President Obama signed legislation this morning awarding the Congressional Gold Medal to the Borinqueneers, the 65th Infantry Regiment of the United States Army. The Borinqueneers, composed of Puerto Rican soldiers, overcame racial discrimination and served with distinction beginning in World War I. The unit is especially noted for its valor and bravery during the Korean War.
“Segregation… set them apart from their fellow soldiers,” explained the President, “but their courage made them legendary.”
In his remarks, the President said that Puerto Rico is “part of” the United States. Puerto Rico is a territory of the United States that has not been incorporated into the U.S. constitutionally rather than a part of the U.S., according to the U.S. Supreme Court. But it is a part for the purposes of most laws and it is a part of the American political family. As previously reported in the PUERTO RICO REPORT, the close integration of Puerto Rico into the nation represents an intertwined U.S.-Puerto Rico relationship on many levels.
Retired Supreme Court Justice Sandra Day O’Connor noted while serving as a substitute judge on the Federal Third Circuit Court of Appeals, “although Puerto Rico is not a state in the federal Union, ‘it…seem[s] to have become a State within a common and accepted meaning of the word.'”
Justice O’Connor’s statement while serving on the Third Circuit, however, does not override Supreme Court cases from the turn of the 20th century, known as the Insular Cases, which concluded that Puerto Rico is not actually “a part of” the United States. As Lana Birbrair explains in the Harvard Law Today blog, “The Insular Cases eventually settled the question by holding that the newly acquired territories belonged to, but were not a part of, the United States.”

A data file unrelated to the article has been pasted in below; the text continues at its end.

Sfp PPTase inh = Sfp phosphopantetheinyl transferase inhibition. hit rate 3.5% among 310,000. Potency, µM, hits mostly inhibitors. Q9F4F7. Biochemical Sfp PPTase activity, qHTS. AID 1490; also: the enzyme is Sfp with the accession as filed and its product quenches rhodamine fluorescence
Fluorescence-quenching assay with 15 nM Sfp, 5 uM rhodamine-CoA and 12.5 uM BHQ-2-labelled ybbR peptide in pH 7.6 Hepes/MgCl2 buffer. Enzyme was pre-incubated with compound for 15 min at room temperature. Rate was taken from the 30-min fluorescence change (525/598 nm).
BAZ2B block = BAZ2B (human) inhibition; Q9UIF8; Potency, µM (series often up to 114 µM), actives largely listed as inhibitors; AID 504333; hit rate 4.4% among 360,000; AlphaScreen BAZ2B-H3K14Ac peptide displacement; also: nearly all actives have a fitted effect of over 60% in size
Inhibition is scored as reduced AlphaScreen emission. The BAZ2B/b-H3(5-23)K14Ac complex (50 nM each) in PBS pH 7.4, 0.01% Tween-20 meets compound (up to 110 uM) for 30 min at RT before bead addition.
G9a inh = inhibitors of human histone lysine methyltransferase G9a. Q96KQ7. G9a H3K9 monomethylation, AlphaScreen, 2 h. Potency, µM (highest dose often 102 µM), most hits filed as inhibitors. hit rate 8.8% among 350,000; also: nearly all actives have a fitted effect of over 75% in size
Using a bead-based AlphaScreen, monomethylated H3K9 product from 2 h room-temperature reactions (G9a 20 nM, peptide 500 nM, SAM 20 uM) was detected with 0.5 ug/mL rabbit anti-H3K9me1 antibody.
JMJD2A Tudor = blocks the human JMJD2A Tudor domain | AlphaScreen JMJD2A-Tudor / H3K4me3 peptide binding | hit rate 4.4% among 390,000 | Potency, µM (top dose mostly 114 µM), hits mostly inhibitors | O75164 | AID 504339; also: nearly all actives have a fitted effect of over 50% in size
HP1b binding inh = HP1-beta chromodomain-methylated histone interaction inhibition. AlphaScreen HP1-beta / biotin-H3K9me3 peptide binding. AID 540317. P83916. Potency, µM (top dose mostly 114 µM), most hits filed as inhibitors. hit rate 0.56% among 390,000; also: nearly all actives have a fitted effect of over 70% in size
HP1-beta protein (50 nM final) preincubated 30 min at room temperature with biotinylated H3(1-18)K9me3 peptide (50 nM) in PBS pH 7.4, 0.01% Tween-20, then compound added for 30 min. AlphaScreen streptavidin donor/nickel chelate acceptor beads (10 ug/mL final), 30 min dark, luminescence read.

The Insular Cases reasoning has been widely criticized as racist. At a recent forum at Harvard Law School, First Circuit Judge Juan Torruella explained that the Insular Cases “represent classic Plessy v. Ferguson legal doctrine and thought that should be totally eradicated from present-day constitutional reasoning.” Columbia Law School professor Christina Duffy Ponsa similarly pointed out that both sides of the Insular Cases debate were “saturated with racist attitudes” as one side sought to protect people deemed unfit to govern themselves while the other side was trying to avoid having to admit States which would include people unfit for equality in the United States.
President Obama’s statement today cannot alter the Supreme Court’s language of over one hundred years ago, but it does demonstrate different attitudes at the highest levels of the U.S. Government. The President of the United States today recognized – with respect – the role of Puerto Rico within the United States more broadly defined.
A great honor for the Veterans of Puerto Rico but they still do not have the right to vote for the President of The United States. Puerto Rico needs to become a State in order to have equal standing in the Congress of the United States.